The wedding of a widowed osteopath marrying a biochemist. He being a first timer, an amateur ventriloquist, an amputee. Creepy Church, begat an organist, a burly lass with a grimacing face, huge bouffant hair, who wore wall to wall tartan. She entered the Church carrying a large, purple velvet goat, her music case, quite obviously?
“Conspicuously absent isn’t he?” “Oh, where’s the Groom.” “There’s a wildly held belief that the Groom should be in attendance” said a loud buffoon. Another hooray heckler boomed “There’s been a misunderstanding the Groom will not be attending today’s wedding”. “He’s swiveled on his heels, sorry heel and legged it” ironically chortled another of the Am-Dram set.
The Bride, wearing an unflattering meringue-of-a-frock, arrived to the theme music from Mission Impossible, accompanied by anticipated, yet unbridled laughter. The flush faced groom popped up, grabbing the air, like a badly manipulated marionette, from his assumed position of crouching behind a pew.
Who knew? More obviously, who didn’t?
The swanky hotel was a wash with Septuagenarian cohorts, a starchily muttering bus load of white tops, sorry grey haired passengers griped about parking access as they Zimmered their weary conga to the bar. “Where’s Wally?” Queried one of the pensioners?
At the Wedding Breakfast we were next to a Cardiologist couple, the conversation about unreliable sundials moved to the heart valve replacement of a Am-Drammer known as ‘Bus Spotter’. Opposite was a Milliner with a steely stare. An indulgent soul, with a huge appetite. He shared his penchant for patterned wallpaper and hand knits. We spoke of 99-year-old Uncle Reggie who keeps his belongings, firmly zipped within a velour cushion cover of which no one knows.
Small prosaic touches to the table were in the style of retro-hideous. Anticipated, audaciously over-engineered and interminable speeches de rigueur. I found myself captivated by the best mans lustrous locks and post punk mufti, he innocently sported a fashion forward mullet, handlebar moustache and filled the room with the arresting fragrance of his cologne. A showman with much to show, but so much more to smell and tell.
The cake cutting extravaganza was re-configured to the decapitation of a marzipan figures. A bride and a one-legged groom, with loosely match-modelled attire. Some liberties were worth taking we were assured. The dropped-jaw astonishment on the face of a rapidly blinking Polish waiter, who was firefly shy, remains an indelible mental picture.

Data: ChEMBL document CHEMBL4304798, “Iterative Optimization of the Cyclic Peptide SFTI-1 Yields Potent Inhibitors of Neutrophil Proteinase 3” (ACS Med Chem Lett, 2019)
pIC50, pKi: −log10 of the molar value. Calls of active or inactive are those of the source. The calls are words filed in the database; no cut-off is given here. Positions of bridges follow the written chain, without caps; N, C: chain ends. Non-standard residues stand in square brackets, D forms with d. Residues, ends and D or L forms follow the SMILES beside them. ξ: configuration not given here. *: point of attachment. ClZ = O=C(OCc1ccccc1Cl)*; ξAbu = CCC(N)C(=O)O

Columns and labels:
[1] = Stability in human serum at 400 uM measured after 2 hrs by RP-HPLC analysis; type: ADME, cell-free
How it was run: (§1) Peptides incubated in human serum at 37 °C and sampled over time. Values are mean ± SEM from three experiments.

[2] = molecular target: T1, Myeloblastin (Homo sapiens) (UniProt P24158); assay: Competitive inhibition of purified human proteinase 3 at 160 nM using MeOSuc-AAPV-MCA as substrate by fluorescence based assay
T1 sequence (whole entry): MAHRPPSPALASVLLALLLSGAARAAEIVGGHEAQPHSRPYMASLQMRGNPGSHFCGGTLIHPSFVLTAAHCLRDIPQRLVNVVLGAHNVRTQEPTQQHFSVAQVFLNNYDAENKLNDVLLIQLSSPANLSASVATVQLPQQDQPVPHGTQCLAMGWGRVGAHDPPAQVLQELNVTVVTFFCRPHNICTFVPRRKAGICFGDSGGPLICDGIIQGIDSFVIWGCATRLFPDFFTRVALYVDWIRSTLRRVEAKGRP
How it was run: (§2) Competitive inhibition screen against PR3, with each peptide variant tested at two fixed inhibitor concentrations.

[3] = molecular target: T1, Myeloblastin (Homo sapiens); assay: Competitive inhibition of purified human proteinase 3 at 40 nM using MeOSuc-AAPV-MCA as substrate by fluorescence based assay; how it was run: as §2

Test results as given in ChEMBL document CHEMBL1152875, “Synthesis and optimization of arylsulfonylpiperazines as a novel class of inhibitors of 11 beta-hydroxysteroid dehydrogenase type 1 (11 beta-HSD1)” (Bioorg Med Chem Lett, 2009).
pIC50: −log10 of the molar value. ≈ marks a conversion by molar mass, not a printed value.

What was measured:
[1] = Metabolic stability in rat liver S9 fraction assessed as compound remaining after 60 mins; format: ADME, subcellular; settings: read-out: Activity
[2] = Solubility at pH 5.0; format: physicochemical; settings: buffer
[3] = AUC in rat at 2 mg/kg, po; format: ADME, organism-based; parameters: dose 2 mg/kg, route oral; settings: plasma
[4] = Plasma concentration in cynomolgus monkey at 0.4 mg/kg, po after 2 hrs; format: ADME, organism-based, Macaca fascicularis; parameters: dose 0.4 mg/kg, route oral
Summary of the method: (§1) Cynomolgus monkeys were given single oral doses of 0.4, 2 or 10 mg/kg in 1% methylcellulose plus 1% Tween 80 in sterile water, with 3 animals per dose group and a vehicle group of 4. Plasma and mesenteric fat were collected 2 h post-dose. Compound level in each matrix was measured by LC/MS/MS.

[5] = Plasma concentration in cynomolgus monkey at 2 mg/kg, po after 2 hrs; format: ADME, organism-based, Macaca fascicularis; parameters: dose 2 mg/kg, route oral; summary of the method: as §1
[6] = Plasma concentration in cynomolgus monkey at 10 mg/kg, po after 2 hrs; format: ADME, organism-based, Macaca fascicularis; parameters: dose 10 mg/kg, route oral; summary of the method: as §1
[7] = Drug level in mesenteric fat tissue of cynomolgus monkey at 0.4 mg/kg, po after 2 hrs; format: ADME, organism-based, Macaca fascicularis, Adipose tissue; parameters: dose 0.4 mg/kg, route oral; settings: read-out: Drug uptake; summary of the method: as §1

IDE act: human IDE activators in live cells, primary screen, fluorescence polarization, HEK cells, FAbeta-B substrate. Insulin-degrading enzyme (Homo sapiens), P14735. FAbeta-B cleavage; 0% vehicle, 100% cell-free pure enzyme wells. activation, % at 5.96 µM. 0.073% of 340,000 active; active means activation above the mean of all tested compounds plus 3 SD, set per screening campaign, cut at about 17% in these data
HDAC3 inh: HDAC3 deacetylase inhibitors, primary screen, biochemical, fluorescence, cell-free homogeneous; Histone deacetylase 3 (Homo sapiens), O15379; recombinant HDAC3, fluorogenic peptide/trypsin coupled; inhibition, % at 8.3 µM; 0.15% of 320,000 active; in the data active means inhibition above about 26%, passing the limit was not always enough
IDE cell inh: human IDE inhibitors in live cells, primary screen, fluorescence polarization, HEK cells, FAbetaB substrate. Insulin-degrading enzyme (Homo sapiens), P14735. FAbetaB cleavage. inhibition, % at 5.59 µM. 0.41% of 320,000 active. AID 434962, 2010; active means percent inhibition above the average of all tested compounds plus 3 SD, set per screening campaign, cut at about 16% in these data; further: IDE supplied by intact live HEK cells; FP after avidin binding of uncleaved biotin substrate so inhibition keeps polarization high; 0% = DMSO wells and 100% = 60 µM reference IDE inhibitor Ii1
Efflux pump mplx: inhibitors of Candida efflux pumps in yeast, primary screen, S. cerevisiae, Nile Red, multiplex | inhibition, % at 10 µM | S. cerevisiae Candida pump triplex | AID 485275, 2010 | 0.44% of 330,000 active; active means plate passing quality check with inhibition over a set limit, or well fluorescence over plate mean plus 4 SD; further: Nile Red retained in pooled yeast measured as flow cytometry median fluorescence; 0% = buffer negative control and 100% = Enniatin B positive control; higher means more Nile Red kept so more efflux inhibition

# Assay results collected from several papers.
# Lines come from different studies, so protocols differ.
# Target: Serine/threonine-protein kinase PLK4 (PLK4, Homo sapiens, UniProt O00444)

The first dance fiasco saw approximately twenty-two tonnes of tinted tulle wind whirl to a rendition of “You’re the one that I want eew eew eew”. Sung acapella by the combined chorus of the local Am-Dram (Amateur Dramatic Society and Light Operatic Society combi) I should mention that this was in the style of the Muppets. We remain convinced that there was a Groom in there somewhere?
Oh I do so love a good wedding, don’t you?
The Summer heat wasn’t kind to a tinned tomato floppy doff of sop entitled ‘tomato tatin’. An edible version used to be significant in my repertoire of ‘ user upper supper recipes’. Re-inspired I return to making them again, the sharp and sweet, almost gluey balsamic takes this far away from its doppelgänger pizza. Serve with a salad and a saucy little tomato Bloody Mary granita for an outdoorsy summery brunchy lunch. It’s a doddle to make and mighty popular when served.
Use sharp firm, fresh tommies. Wash, dry, cut or, if small leave whole, let them soften on a low heat in a pan with 3-4 tablespoons of balsamic vinegar. The vinegar ( use own brand inexpensive stuff ) will reduce and strengthen in flavour and become sticky as it reduces in the pan with the naturally sweet tomato juice. Taste and adjust if necessary. Leave to cool completely.
Lay a circle of store-bought, all butter puff pastry and tuck the edges in and under the sticky tomato. Bake in a medium oven to golden brown.
Cool slightly and then flip-turn after about 10 minutes.
Dress the upturned tarte, I have used a soft local goats cheese and basil.
Serve warm or at room temperature.
For a phaphless grantia, freeze generously spiced tomato juice or passata in an ice-cube/tray or bag. Salt and pepper are key, lemon juice too, I use Tabasco and Worcester sauce (see note below), horseradish, fino or sweet sherry are to taste. Add your preferred combination of hot sauce, celery salt, fennel salt etc but no hooch as yet.
Dip the glass rims into lemon juice and then hot smokey paprika or finely chopped dill.
Freeze completely and whizz the tomato cubes or in this instance shards, to a fine granita in a food processor, serve in shot glasses, and then pour over the icy vodka (or Gin to make a Red Snapper) just prior to serving or at the table. Serve with a jauntily feathered, celery stirrer.
Ah, gulp the note: To the many thousands of kindly followers in or from the US, a little insider/heads up moment, if I may. We locals generally call it Worcester Sauce (posh people pronounce it Worcester-sheer Sauce) rather than Worcestersterstecestershire sauce, whilst technically correct, it undoubtedly delivers wonderous umami however you say it, but is also a tongue tripping mouthful which defaults badly, you are invited to hop on to our well seasoned verbiage bus if you so desire. Toot toot.